Ahh the return of Michael Portillo. A phrase that used to chill the blood back when he was a vocal proponent of the Poll Tax and hired Alexandra Palace to celebrate his first decade in politics. Now it just triggers a warm sense of cosy anticipation for the return of his rather delightful series, ‘Great Continental Railway Journeys’, on the best channel on earth, BBC4.
This is series three of the gentle travelogue and it carries on in exactly the same way as before: with Mr Portillo travelling the railways of Europe using George Bradshaw’s ‘Continental Railway Guide’ from 1913 as a template for his meanderings.
Following on from his trips to the great European cities in the first two series, it is now the turn of Moscow, Tula and St Petersburg, where our garishly jacketed host (lemon yellow is a tough look for anyone, Michael) mooches along the scopious railways networks of Russia.
First off is Tula, where the author of ‘War and Peace’, Leo Tolstoy, was birthed and buried. Britain’s former Defence Secretary visits the great writer’s house in the old town, where we are given some background into his life as the ‘aristocrat who turned’, becoming the pre-eminent voice of peasants against the cruelties of Russia’s ruling classes. Portillo then takes us into his home and shows us the very desk where he wrote great masterpieces of literature such as ‘War and Peace’ and ‘Anna Karenina’. We also got to see Portillo pay homage to a large black sofa upon which Tolstoy was born.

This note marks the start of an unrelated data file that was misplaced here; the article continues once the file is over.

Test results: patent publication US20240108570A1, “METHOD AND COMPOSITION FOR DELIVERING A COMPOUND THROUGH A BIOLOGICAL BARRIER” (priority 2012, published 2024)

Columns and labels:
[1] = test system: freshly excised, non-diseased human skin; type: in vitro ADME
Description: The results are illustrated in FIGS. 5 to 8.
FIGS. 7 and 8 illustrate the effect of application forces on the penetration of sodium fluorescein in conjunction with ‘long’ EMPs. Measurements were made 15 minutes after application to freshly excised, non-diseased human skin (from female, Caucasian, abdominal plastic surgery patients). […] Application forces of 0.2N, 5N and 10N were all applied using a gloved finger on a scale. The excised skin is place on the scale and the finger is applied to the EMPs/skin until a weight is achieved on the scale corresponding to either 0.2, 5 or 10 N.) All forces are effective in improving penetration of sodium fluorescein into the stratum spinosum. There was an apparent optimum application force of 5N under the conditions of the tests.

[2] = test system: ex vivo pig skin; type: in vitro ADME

From Tula we accompany our agreeable guide to Moscow and St Petersburg where he tours the Kremlin, takes on some menial work at the Bolshoi and most amusingly experiences a refreshing yet brutal Russian banya, Mother Russia’s version of a spa. Here, the erstwhile Tory MP for Kensington and Chelsea receives a good old fashioned birching, all in the name of getting “clean like a Russian”, entertainment and a touch of schadenfreude, of course.
‘Great Continental Railway Journeys’ is a tremendous little programme, and Michael Portillo is an amiable and likeable host. The show’s structure is such that it doesn’t overwhelm or under inform the viewer by smashing through as many locations and destinations as it can cram in. Instead it devotes a decent amount of time to each terminus, soaking up just enough of the ambience in each cultural hotspot.
Portillo is on a journey of discovery and is genuinely enthusiastic to chug along these historical railway tracks, meeting all manner of different characters and taking in sights of bona fide interest. Another little victory for the little engine that could. Well done BBC4.
Great Continental Railway Journeys is on BBC4 on Wednesdays at 9pm